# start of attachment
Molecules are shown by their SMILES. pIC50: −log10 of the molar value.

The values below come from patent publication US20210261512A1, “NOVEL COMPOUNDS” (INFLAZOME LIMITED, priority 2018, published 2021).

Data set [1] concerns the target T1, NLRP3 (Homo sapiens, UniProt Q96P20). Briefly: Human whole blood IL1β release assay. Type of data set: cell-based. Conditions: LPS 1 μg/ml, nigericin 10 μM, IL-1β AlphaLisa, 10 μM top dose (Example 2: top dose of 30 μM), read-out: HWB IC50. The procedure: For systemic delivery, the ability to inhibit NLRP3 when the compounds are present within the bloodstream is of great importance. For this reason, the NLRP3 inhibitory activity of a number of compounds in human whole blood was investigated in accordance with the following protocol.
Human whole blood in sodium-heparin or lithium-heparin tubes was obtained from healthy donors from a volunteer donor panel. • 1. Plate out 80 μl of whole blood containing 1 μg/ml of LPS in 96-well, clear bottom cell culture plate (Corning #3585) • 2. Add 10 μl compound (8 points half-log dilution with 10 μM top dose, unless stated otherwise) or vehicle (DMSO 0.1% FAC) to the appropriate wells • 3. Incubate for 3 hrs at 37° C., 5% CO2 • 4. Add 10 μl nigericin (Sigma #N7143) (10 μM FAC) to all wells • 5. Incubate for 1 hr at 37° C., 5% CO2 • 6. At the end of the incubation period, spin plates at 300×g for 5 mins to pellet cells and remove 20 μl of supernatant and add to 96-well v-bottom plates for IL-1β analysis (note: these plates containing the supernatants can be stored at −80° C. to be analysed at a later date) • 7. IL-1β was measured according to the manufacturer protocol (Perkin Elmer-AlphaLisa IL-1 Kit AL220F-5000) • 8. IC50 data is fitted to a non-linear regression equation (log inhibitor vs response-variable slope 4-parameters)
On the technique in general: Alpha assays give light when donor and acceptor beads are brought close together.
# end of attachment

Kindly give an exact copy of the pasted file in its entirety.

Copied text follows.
Molecules are shown by their SMILES. pIC50: −log10 of the molar value.

The values below come from patent publication US20210261512A1, “NOVEL COMPOUNDS” (INFLAZOME LIMITED, priority 2018, published 2021).

Data set [1] concerns the target T1, NLRP3 (Homo sapiens, UniProt Q96P20). Briefly: Human whole blood IL1β release assay. Type of data set: cell-based. Conditions: LPS 1 μg/ml, nigericin 10 μM, IL-1β AlphaLisa, 10 μM top dose (Example 2: top dose of 30 μM), read-out: HWB IC50. The procedure: For systemic delivery, the ability to inhibit NLRP3 when the compounds are present within the bloodstream is of great importance. For this reason, the NLRP3 inhibitory activity of a number of compounds in human whole blood was investigated in accordance with the following protocol.
Human whole blood in sodium-heparin or lithium-heparin tubes was obtained from healthy donors from a volunteer donor panel. • 1. Plate out 80 μl of whole blood containing 1 μg/ml of LPS in 96-well, clear bottom cell culture plate (Corning #3585) • 2. Add 10 μl compound (8 points half-log dilution with 10 μM top dose, unless stated otherwise) or vehicle (DMSO 0.1% FAC) to the appropriate wells • 3. Incubate for 3 hrs at 37° C., 5% CO2 • 4. Add 10 μl nigericin (Sigma #N7143) (10 μM FAC) to all wells • 5. Incubate for 1 hr at 37° C., 5% CO2 • 6. At the end of the incubation period, spin plates at 300×g for 5 mins to pellet cells and remove 20 μl of supernatant and add to 96-well v-bottom plates for IL-1β analysis (note: these plates containing the supernatants can be stored at −80° C. to be analysed at a later date) • 7. IL-1β was measured according to the manufacturer protocol (Perkin Elmer-AlphaLisa IL-1 Kit AL220F-5000) • 8. IC50 data is fitted to a non-linear regression equation (log inhibitor vs response-variable slope 4-parameters)
On the technique in general: Alpha assays give light when donor and acceptor beads are brought close together.